Infighting among House Democrats on Wednesday threw into disarray plans to pass gun control and police funding bills when the party’s far-left and Black members balked at giving more money to law enforcement.
House Speaker Nancy Pelosi’s team hoped to unite the Democratic Caucus by tying police funding to a ban on military-style “assault rifles” and stripping liability protection from gun manufacturers.
The plan shattered upon the sharp divide between more moderate Democrats and the caucus’ liberals and Black members, who demanded more police accountability measures.
“We need to make sure that there are strong accountability provisions and that we are actually ensuring public safety for everyone,” Rep. Pramila Jayapal, Washington Democrat and chairwoman of the Congressional Progressive Caucus, told The Washington Times.
The schism left House Democratic leaders scrambling to pick up the pieces and find a way forward before Congress starts its August recess at the end of the week. They want to appease the party’s moderates, who see the police funding as a way to beat back election-year criticism about the crime wave plaguing the country and accusations that they support the “defund the police” movement.
As the bill package crumbled, Democratic Caucus Chairman Hakeem Jeffries of New York insisted to reporters at the Capitol that accusations that his party supports defunding the police are part of Republicans’ “big lie.”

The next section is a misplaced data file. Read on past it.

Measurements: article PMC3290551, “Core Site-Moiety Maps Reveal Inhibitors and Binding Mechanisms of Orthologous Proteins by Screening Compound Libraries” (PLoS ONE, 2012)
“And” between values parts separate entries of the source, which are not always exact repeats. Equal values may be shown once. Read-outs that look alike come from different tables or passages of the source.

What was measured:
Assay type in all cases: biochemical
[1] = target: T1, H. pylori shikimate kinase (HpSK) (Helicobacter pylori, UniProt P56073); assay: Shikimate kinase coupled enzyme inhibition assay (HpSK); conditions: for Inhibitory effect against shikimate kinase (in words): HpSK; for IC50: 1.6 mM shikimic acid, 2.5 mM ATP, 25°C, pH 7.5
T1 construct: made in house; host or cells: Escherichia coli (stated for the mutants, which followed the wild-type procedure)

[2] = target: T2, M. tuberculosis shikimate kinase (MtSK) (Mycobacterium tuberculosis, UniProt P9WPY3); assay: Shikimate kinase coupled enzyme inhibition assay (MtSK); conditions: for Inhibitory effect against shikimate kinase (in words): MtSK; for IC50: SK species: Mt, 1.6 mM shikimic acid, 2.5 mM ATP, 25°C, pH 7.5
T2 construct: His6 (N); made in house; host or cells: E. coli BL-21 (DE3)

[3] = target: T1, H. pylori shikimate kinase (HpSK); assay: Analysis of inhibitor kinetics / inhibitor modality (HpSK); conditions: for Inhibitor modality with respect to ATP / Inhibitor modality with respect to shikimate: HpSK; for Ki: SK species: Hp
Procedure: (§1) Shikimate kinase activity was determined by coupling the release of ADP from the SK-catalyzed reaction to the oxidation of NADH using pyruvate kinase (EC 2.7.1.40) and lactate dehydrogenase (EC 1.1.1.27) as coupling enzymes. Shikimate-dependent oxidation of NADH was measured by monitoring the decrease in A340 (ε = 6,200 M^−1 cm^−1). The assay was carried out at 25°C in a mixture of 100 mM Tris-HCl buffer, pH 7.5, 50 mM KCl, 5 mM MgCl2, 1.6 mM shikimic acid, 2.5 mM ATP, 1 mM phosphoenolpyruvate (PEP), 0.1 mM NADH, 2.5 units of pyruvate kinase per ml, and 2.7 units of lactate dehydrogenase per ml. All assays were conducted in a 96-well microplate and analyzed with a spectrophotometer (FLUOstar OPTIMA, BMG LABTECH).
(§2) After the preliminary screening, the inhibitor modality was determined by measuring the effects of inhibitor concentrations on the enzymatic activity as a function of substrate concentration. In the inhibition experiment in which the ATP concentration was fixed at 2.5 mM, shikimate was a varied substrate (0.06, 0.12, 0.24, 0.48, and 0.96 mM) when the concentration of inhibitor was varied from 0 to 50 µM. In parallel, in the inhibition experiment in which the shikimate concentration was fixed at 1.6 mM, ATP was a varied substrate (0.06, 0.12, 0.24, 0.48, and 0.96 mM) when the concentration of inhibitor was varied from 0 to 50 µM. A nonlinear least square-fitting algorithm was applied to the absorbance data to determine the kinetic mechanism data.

“The notion that any of our front-line members or members of the House Democratic Caucus support defunding the police is just part of the big lie that extreme MAGA Republicans continue to tell about everything,” Mr. Jeffries said.
The “big lie” has been a liberal talking point often used to refer to former President Donald Trump’s unproven claims that the 2020 election was stolen from him.
House Minority Leader Kevin McCarthy, California Republican, took glee in Democrats’ floundering.
“If anyone ought to title this week, it’s ‘desperate week.’” he said. “They’re just throwing whatever they can, but they don’t even have the bill prepared.”
The crime issue remains a liability for vulnerable Democratic incumbents in a year when the party is expected to sustain major losses and likely lose the majority in the House.
The House Republicans’ campaign arm is hammering the more than 70 vulnerable Democrats with accusations that they harbor anti-police sentiment.
“Every Democrat voted for legislation that defunds the police through hundreds of millions of dollars of onerous and unnecessary mandates on law enforcement agencies. Democrats are the party of ‘defund the police,’ and every voter knows it,” said Mike Berg, spokesman for the National Republican Congressional Committee.
The House Rules Committee was set to take up eight pieces of legislation in a public safety package before the plan collapsed. The hearing has been postponed.
Ms. Jayapal said each bill would provide funding to law enforcement but her …….